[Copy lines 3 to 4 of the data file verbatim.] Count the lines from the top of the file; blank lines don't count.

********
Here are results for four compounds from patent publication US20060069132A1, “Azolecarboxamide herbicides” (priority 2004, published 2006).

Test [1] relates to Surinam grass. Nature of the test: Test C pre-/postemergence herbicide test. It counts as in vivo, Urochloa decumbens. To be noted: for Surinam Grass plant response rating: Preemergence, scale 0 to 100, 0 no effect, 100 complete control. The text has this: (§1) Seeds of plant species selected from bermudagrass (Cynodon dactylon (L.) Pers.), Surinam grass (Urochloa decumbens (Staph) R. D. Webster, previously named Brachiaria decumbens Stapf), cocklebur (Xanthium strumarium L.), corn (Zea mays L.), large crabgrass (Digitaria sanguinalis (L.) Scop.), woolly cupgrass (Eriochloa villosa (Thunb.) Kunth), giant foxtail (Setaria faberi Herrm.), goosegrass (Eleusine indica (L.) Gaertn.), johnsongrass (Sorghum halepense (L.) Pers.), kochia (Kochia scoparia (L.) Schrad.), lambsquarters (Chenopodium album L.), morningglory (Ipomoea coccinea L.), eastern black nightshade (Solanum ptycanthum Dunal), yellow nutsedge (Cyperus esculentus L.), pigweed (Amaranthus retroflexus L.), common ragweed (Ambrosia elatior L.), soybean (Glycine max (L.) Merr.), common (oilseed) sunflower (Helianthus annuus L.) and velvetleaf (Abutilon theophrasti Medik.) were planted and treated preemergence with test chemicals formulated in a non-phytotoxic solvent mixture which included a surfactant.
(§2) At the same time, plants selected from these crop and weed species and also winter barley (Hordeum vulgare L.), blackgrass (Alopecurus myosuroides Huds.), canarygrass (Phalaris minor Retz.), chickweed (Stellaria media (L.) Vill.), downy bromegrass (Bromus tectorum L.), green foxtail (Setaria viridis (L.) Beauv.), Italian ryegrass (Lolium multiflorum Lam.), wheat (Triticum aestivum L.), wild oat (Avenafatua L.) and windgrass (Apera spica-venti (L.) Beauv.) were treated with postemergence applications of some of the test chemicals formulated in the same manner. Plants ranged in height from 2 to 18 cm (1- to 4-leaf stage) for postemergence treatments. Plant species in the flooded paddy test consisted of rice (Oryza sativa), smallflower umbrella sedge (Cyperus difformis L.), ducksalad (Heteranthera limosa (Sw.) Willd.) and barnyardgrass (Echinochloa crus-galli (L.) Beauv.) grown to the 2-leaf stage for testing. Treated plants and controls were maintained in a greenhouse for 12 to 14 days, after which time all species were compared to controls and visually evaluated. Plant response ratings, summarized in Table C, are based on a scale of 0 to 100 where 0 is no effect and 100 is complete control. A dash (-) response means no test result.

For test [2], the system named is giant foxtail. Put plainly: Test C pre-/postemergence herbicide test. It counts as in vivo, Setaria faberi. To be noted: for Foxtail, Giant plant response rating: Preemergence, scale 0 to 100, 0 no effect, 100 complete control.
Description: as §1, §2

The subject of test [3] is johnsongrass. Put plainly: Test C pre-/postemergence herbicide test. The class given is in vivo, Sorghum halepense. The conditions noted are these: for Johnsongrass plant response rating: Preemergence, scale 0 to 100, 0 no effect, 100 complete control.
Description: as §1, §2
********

(§2) At the same time, plants selected from these crop and weed species and also winter barley (Hordeum vulgare L.), blackgrass (Alopecurus myosuroides Huds.), canarygrass (Phalaris minor Retz.), chickweed (Stellaria media (L.) Vill.), downy bromegrass (Bromus tectorum L.), green foxtail (Setaria viridis (L.) Beauv.), Italian ryegrass (Lolium multiflorum Lam.), wheat (Triticum aestivum L.), wild oat (Avenafatua L.) and windgrass (Apera spica-venti (L.) Beauv.) were treated with postemergence applications of some of the test chemicals formulated in the same manner. Plants ranged in height from 2 to 18 cm (1- to 4-leaf stage) for postemergence treatments. Plant species in the flooded paddy test consisted of rice (Oryza sativa), smallflower umbrella sedge (Cyperus difformis L.), ducksalad (Heteranthera limosa (Sw.) Willd.) and barnyardgrass (Echinochloa crus-galli (L.) Beauv.) grown to the 2-leaf stage for testing. Treated plants and controls were maintained in a greenhouse for 12 to 14 days, after which time all species were compared to controls and visually evaluated. Plant response ratings, summarized in Table C, are based on a scale of 0 to 100 where 0 is no effect and 100 is complete control. A dash (-) response means no test result.

For test [2], the system named is giant foxtail. Put plainly: Test C pre-/postemergence herbicide test. It counts as in vivo, Setaria faberi. To be noted: for Foxtail, Giant plant response rating: Preemergence, scale 0 to 100, 0 no effect, 100 complete control.